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Sustainability at Work

Providing free tools and expertise to achieve your goals

Phone: 503-823-7037

Email: sustainabilityatwork@portlandoregon.gov

Short-term bike parking

Make sure customers arriving by bike have a place to park.

Bike rack stapleGet a free bike parking rack for your organization

Did you know the City can provide you with a free bicycle parking rack? Contact the Portland Bureau of Transportation (PBOT) to request a rack be installed on the sidewalk in front of your business (as long as the location meets minimum requirements).

Portland’s 100th bike corral installed

The Portland Bureau of Transportation (PBOT) announced that New Seasons Market at 4034 SE Hawthorne Boulevard is the site of the 100th bicycle parking corral in the city. The installation is a milestone in a program that has helpedPortland businesses increase on-street customer parking ten-fold in the last nine years.

Bike corralWant a bike corral near your business?  In some settings, PBOT can also set up a bike corral near your business , though there is a cost, and additional considerations. Corrals provide on-street bike parking for 12 to 24 bicycles, so if you regularly see 10 or more bikes parked outside your business, this may be a great fit for you. The City of Portland prefers locating on-street bike parking corrals at street corners in order to add additional transportation benefits, such as creating defacto curb extensions to shorten pedestrian’s crossing of the street and improving visibility for cars turning into traffic from side streets.

Custom whisk bike rack

Create your own bike rack

Have something more artistic in mind? Build on the brand of your business or unique character of your business district with a customized “art rack”. PBOT offers step-by-step instructions and tips.

Battery recycling

Workplace recycling of alkaline and rechargeable batteries.

Battery collectionMany organizations we work with ask us about setting up collection areas for recyclable materials that cannot be included in their mixed recycling containers. Given the electronics used at most workplaces (cell phones, tools, recording equipment, etc.), batteries are one of the items that sustainability advisors see collected most often. If you don’t currently have a battery collection bucket or box around your office or shop, consider starting one.

For years, people recycled their alkaline batteries because they were aware that they contained mercury, which could leach into the environment in a number of ways once the battery was thrown away. The good news is that, as of 1996, mercury is no longer used in alkalines. While recycling is still the environmentally preferable choice, it is okay to throw the occasional alkaline battery in the garbage. If you can collect and recycle alkalines, though, you should. While they may no longer be considered hazardous waste, they still contain elements that can harm the environment, especially given the number of single-use batteries being disposed of each year. In 2011, Metro took in alkalines at a rate of 9 to 1 compared to rechargeables.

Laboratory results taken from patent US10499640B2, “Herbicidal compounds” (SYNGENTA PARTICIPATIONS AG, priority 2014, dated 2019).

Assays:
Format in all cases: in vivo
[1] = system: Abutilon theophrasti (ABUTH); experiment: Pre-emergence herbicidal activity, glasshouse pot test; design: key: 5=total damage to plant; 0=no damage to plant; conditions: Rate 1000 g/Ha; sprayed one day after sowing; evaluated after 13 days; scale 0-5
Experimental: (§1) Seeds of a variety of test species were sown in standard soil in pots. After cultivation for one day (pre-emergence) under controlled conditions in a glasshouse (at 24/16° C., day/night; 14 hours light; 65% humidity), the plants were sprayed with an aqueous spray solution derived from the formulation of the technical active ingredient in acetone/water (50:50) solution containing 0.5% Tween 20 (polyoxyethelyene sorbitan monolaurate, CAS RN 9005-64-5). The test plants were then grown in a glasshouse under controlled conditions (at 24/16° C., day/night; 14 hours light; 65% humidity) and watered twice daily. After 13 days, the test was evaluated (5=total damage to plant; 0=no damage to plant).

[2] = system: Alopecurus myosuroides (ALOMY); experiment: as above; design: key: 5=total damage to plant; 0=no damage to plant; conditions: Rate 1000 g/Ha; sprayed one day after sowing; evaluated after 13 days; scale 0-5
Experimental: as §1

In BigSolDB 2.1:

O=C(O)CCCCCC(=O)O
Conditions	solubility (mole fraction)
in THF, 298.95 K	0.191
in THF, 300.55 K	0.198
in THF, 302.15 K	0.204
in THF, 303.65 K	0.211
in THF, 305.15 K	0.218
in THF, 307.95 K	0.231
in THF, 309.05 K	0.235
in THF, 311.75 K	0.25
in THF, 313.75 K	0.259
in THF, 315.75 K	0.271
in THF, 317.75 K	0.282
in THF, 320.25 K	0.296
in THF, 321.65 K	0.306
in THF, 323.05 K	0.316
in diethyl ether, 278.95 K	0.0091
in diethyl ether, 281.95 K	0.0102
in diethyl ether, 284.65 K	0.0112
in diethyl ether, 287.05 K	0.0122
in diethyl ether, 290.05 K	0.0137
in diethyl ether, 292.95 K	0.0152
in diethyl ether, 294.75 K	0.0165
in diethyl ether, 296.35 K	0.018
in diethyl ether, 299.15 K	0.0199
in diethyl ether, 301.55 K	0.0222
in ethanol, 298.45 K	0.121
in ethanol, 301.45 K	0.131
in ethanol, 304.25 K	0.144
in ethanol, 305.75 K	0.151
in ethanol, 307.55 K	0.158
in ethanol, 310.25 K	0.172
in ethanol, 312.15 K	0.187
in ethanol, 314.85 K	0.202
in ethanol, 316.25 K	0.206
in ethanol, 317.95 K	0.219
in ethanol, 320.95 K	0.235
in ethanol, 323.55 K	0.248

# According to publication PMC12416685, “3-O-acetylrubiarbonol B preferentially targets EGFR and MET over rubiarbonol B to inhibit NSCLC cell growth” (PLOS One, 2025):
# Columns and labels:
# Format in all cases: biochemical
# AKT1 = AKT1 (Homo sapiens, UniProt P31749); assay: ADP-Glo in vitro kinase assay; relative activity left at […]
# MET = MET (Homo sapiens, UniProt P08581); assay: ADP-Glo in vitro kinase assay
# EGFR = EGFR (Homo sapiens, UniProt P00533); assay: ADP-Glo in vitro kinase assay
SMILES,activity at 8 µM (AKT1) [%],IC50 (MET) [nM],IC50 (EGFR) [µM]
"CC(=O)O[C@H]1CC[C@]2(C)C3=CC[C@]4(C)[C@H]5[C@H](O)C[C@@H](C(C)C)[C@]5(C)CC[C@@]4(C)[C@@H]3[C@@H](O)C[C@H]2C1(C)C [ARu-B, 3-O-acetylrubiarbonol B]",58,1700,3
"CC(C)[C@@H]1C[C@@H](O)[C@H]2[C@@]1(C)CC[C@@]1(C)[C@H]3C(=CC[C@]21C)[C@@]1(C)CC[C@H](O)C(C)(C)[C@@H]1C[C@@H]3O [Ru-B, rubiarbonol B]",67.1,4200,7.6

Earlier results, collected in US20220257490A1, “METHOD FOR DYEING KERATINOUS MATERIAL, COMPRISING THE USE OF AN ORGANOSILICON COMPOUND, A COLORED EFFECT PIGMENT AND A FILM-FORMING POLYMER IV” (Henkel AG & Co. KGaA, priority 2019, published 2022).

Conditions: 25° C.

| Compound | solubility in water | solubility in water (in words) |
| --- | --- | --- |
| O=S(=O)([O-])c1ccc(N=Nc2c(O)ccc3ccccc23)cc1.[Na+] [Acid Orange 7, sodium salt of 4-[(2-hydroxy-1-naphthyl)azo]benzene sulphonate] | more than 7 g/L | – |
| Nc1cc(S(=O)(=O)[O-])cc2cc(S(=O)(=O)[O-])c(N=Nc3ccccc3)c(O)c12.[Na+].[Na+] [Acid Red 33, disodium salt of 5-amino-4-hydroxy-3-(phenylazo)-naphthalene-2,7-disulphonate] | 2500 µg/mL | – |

Although alkalines can be recycled, it’s important to remember that a great deal of work goes into separating out the copper, steel, and chemicals. Transportation impacts are high, too. If you regularly collect a small bucket or box of batteries, you know how much even a small amount can weigh. Imagine what it takes to move a truckload of them.

An even better approach is to use rechargeables whenever possible. Depending on the type you use, rechargeable batteries can replace as many as 1000 alkalines over time. In addition to saving money, you’ll reduce the environmental impacts of mining, packaging, and transporting all those single-use batteries.

Button batteries

It’s essential that you recycle rechargeables. All batteries contain heavy metals, but with rechargeable batteries, nickel, cadmium and lead are common. Rechargeable batteries are considered hazardous waste and should be treated as such. Don’t forget button batteries, too. Many (whether single-use or rechargeable) contain mercury and cadmium. Do not throw them away.

Batteries (alkaline and rechargeables) can be dropped off at any number of locations in Portland. Visit Metro’s Find a Recycler page to generate a list of drop-off sites sorted by proximity to your workplace. Some places will take batteries at no charge; others charge a small fee. You can also call Metro with specific questions about batteries or disposing of other hazardous wastes at 503-234-3000. For assistance with additional sustainability actions, green team support or staff training, get in touch with one of our sustainability advisors.